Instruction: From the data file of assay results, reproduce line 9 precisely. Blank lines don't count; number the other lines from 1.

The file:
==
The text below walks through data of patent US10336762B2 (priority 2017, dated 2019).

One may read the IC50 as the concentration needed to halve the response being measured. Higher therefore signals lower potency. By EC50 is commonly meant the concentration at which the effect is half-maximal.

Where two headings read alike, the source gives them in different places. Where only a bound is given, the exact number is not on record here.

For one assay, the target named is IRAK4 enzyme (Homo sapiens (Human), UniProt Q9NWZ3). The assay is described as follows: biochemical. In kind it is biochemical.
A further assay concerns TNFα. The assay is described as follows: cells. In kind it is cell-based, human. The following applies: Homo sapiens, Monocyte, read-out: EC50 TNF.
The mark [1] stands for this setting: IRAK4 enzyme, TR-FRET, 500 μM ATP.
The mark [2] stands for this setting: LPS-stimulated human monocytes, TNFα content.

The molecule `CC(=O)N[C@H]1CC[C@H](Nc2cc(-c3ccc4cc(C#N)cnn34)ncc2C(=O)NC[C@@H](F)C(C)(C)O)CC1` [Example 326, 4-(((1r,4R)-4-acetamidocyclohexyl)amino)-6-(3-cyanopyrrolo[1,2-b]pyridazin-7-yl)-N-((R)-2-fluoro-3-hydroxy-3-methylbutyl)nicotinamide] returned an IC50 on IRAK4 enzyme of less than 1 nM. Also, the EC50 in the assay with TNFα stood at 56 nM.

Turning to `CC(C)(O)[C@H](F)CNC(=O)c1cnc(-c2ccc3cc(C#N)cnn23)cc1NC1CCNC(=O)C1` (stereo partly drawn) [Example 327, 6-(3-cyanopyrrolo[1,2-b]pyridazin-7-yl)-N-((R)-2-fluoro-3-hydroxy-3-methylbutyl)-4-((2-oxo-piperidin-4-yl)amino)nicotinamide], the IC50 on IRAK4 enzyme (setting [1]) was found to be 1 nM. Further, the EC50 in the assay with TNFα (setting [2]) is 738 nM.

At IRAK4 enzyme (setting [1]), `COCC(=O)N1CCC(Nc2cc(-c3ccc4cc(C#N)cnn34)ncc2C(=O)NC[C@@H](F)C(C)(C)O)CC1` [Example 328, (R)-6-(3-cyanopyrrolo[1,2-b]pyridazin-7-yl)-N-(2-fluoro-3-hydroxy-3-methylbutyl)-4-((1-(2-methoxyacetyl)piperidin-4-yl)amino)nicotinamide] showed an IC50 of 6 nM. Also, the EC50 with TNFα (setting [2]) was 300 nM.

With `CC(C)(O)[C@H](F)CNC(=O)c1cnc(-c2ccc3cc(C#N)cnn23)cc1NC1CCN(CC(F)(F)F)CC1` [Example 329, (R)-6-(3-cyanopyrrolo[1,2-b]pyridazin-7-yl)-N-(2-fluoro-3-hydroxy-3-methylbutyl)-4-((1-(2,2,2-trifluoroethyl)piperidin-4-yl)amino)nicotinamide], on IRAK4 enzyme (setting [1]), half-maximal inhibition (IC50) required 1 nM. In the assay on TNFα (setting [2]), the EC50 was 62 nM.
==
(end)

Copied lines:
Turning to `CC(C)(O)[C@H](F)CNC(=O)c1cnc(-c2ccc3cc(C#N)cnn23)cc1NC1CCNC(=O)C1` (stereo partly drawn) [Example 327, 6-(3-cyanopyrrolo[1,2-b]pyridazin-7-yl)-N-((R)-2-fluoro-3-hydroxy-3-methylbutyl)-4-((2-oxo-piperidin-4-yl)amino)nicotinamide], the IC50 on IRAK4 enzyme (setting [1]) was found to be 1 nM. Further, the EC50 in the assay with TNFα (setting [2]) is 738 nM.